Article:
Later sponsorship[edit]

Even though Ryder had started his support of Abe Mitchell in late 1925 and was also financially supporting the Ryder Cup, he continued to sponsor other professional events, although on a personal basis and not under the Heath and Heather name. The most important were:

  • 28 September 1927 – Young Professionals' Tournament at Verulam. Invitation tournament for 12 young British professionals with prize money of £100.[24]
  • 4 April 1928 – Seniors v Juniors match at Verulam. 10 players-a-side with £250 for expenses and prize money.[25]
  • 11 and 12 July 1928 – Ryder Tournament at Verulam. The tournament was restricted to the leading British professionals in the 1928 Open Championship. The players had to be resident in Britain. The Times noted that it was "in the nature of a British Close Championship". Prize money was £500.[26][27]

Later life[edit]

Samuel Ryder's grave

Ryder suffered from poor health in later life, and spent some time in South Africa and with his elder daughter Marjorie in Rhodesia, where she had emigrated. He died at the Langham Hotel in Portland Place, London, the family's traditional Christmas holiday residence. After a funeral at Trinity Congregational Church in St Albans, he was buried in Hatfield Road Cemetery. His youngest daughter Joan took over the management of his companies after his death.


Ryder's widow Helen died in 1955 at the age of 91.[28] They had three daughters, Lucy Margaret (1893–1985, known as Marjorie), Kathleen Mary (1895–1969) and Joan Elizabeth (1904–1985). All three daughters married but Kathleen had no children while Marjorie and Lucy had just one daughter each. Marjorie's daughter, Mary Moore, still regularly attends Ryder Cup matches. Joan's daughter Rosalind died in 1991. Her two sons are Sam and Tom Ryder-Smith.[29]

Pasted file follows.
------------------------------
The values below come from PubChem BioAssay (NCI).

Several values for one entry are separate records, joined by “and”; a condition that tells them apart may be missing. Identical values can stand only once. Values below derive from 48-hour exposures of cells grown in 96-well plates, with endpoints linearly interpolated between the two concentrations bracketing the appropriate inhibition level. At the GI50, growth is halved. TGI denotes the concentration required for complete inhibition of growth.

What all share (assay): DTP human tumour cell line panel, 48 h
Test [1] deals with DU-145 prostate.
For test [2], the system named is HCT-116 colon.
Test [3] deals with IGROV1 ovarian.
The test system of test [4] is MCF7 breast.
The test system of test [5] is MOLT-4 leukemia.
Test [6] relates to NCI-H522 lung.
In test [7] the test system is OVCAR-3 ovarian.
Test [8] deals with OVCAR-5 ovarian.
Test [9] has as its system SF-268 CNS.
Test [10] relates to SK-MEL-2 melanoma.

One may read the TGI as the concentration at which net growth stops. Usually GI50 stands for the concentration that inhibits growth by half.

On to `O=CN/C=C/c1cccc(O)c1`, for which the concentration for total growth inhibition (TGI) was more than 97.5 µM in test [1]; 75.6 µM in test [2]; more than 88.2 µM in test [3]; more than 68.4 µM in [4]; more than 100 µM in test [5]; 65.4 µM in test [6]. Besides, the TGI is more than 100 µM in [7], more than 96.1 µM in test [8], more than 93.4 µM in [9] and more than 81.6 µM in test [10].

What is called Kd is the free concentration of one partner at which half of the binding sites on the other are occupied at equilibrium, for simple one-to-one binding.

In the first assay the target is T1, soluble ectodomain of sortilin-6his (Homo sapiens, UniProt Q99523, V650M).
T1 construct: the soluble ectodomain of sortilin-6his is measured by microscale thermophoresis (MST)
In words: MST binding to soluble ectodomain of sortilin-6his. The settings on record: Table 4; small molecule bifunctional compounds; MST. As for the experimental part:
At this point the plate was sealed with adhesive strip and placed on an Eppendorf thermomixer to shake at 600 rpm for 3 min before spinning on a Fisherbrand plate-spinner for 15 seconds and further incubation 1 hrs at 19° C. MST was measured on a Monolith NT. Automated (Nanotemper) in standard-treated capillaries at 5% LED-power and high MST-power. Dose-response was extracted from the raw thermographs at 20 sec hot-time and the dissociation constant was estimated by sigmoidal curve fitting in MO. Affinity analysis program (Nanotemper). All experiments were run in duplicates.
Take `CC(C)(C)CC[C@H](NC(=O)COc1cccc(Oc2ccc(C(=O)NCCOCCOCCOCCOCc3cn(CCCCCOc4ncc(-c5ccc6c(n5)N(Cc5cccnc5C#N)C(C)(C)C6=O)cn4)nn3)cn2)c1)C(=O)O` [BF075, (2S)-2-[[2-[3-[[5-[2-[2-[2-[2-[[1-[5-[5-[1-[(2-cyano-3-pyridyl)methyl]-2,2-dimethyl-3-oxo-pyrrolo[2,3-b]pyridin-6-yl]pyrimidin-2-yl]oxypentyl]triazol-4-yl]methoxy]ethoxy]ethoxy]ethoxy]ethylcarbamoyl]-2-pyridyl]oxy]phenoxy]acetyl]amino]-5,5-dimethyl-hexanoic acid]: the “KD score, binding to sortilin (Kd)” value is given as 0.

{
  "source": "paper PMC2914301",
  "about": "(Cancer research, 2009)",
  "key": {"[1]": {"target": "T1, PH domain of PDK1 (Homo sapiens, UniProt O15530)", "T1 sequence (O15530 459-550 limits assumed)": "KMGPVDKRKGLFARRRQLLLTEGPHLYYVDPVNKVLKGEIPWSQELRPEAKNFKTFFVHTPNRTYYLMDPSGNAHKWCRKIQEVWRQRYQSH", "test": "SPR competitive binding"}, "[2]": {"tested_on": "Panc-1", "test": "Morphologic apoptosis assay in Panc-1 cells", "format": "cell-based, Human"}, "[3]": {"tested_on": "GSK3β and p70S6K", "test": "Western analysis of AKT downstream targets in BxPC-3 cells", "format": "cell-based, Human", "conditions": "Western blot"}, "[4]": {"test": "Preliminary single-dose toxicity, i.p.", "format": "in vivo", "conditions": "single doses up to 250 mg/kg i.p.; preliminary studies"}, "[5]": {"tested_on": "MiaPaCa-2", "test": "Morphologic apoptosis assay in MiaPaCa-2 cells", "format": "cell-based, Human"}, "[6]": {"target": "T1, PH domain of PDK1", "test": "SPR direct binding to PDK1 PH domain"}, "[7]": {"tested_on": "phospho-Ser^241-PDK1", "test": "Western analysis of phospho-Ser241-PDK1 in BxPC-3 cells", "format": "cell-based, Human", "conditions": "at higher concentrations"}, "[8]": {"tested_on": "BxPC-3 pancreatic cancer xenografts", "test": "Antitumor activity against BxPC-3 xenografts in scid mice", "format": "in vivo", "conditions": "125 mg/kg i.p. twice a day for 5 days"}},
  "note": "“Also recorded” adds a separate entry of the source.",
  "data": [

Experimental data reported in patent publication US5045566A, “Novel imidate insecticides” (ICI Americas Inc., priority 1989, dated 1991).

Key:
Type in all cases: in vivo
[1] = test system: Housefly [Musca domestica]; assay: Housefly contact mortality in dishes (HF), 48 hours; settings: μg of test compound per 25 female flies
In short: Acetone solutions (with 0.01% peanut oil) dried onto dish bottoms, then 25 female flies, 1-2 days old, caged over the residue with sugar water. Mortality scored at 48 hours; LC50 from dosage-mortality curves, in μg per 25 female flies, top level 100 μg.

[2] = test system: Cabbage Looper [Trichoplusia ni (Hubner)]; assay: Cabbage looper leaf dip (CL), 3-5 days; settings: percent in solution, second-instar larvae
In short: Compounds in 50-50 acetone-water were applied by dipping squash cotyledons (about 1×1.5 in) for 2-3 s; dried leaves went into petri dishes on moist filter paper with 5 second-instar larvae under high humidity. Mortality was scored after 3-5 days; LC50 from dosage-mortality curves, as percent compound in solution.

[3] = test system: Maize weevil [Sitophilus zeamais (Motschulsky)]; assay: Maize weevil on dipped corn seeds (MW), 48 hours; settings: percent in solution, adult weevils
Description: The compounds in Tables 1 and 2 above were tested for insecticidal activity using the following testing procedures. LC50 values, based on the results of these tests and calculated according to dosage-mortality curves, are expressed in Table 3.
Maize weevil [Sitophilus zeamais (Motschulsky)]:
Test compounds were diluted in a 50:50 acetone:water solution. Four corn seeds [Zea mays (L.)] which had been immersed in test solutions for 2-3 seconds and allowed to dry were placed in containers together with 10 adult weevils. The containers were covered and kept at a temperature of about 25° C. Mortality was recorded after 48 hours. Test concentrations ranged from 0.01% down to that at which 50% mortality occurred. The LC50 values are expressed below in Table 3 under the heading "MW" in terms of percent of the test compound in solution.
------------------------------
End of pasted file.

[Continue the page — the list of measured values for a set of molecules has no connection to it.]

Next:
1. ^
  2. ^ Fry 2000, p. 97.
  3. ^ Fry 2000, p. 98.
  4. ^ Fry 2000, p. 99.
  5. ^ Fry 2000, p. 76.
  6. ^ "Brilliance of Arthur Havers – Record scoring at St Albans". The Glasgow Herald. 11 July 1923. p. 15. 
  7. ^ "Golf – Havers in form". The Times. 11 July 1923. p. 6. 
  8. ^ Fry 2000, p. 82.
  9. ^ Fry 2000, p. 93.
  10. ^ "Golf – Mitchell beats Whitcombe". The Times. 3 June 1924. p. 6. 
  11. ^ "Golf – Duncan and Mitchell win". The Times. 12 July 1924. p. 6. 
  12. ^ "Golf – Whitcombes beat Duncan and Mitchell". The Times. 5 June 1925. p. 6. 
  13. ^ "Golf – Mitchell's great victory". The Times. 13 July 1925. p. 7. 
  14. ^ "Golf – A close match at St. Albans". The Times. 16 July 1925. p. 7. 
  15. ^ Fry 2000, p. 92.
  16. ^ "Golf – Compston beats Ted Ray". The Glasgow Herald. 26 October 1925. p. 8. 
  17. ^ "Golf – Compston beats Ray – Close match at St. Albans". The Times. 26 October 1925. p. 7. 
  18. ^ Fry 2000, p. 94.
  19. ^ "Mitchell's new appointment ratified". The Glasgow Herald. 27 October 1925. p. 3. 
  20. ^ "Mitchell's appointment". The Times. 27 October 1924. p. 7. 
  21. ^ Fry 2000, p. 95.
  22. ^ Fry 2000, p. 113.
  23. ^ Fry 2000, p. 111.
  24. ^ "Golf – Young Professionals' Tournament". The Times. 29 September 1927. p. 6. 
  25. ^ "Golf – Senior professionals' victory". The Times. 5 April 1928. p. 5. 
  26. ^ "Golf – Professionals at St Albans". The Times. 12 July 1928. p. 6. 
  27. ^ "The Ryder Tournament – Davies and Mitchell tie for first place". The Glasgow Herald. 13 July 1928. p. 7. 
  28. ^ "Obituary - Mrs. Helen Mary Ryder". The Times. 27 April 1955. p. 15. 
  29. ^ "Sam Ryder's family". 


  • Fry, Peter (July 2000). Samuel Ryder - The Man Behind the Ryder Cup. Wright Press. ISBN 978-0-9539087-0-7.